One of the highlights of the day for me was a podcast symposium, chaired by Clarissa Pabi, producer of the Mostly Lit podcast - which won the FutureBook Best Podcast award later in the day - and featuring the people behind some of the best books podcasts today: Alex Reads (also Mostly Lit), Octavia Bright (Literary Friction), Leena Normington (Banging Book Club / Vintage Podcast / I’m Not Being Funny But), Jake Harris (Story Shed) and Mark Stay (The Bestseller Experiment).

Podcasting Symposium

Podcasting has had a resurgence in recent years. It is an intimate, authentic, trusted medium - and one that sell books. Leena Normington did a survey of 4,000 Instagram followers, and found that 87% said they had bought a book because she had recommended it. She said: “As publishers, we spend lots of time and money getting bums on seats - sending authors to literary festivals and so on – so if you can guarantee that thousands of people will turn up to listen to an author every week, for free – why would you not do that?” Octavia Bright added that it’s less pressure for authors too, compared with live events.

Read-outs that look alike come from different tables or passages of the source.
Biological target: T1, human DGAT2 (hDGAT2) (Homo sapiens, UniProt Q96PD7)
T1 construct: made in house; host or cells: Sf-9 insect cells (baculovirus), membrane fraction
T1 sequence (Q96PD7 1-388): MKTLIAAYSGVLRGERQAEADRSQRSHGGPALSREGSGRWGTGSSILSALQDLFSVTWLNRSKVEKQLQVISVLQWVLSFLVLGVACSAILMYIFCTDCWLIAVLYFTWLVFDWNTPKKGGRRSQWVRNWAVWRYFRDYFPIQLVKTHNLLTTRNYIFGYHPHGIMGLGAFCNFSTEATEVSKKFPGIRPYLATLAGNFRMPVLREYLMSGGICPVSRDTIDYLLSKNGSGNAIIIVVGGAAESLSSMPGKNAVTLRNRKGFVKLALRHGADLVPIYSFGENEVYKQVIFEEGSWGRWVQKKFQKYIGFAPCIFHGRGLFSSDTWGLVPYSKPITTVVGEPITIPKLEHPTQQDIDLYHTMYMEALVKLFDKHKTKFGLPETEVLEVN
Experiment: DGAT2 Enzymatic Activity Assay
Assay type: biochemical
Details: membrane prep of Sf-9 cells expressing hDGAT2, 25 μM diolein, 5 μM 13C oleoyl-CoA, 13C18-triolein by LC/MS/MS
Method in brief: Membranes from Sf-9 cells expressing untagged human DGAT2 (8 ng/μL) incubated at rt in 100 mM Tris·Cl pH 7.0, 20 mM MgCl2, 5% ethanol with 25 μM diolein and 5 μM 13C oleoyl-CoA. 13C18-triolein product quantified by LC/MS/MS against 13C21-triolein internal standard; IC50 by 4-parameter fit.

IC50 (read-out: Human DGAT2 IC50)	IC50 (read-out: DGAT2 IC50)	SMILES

Podcasting may not be a new technology - but it’s current popularity is new, and this might be an indicator of how long emerging tech needs to become mainstream. If we’re looking for tech tools to reach readers for our books (rather than create immersive digital story worlds), then podcasting is a good place to be at the moment.

What does the future hold?

David Shelley

Hachette CEO David Shelley reflected on his 20 years in publishing in his morning keynote. He said: “Today tech makes it easier to publish books - including as an indie publisher or a self-publisher - and to reach readers. And there are more options for authors than there ever have been before.”

We have access to more data and tech than ever before. But what matters is how we use it, the stories we tell, and who we tell them to. Everything else is just infrastructure.

Sharmaine Lovegrove

The day ended on a high, as Sharmaine Lovegrove, publisher at Dialogue Books, accepted her award for FutureBook Person of the Year. She said: “For me, the future centres on amazing books and stories. Let’s make stories by everyone for everyone the norm and not a trend.”

Jon Reed is running a one-day conference on How to Get Published on Saturday 9th February 2019 at Foyles in London.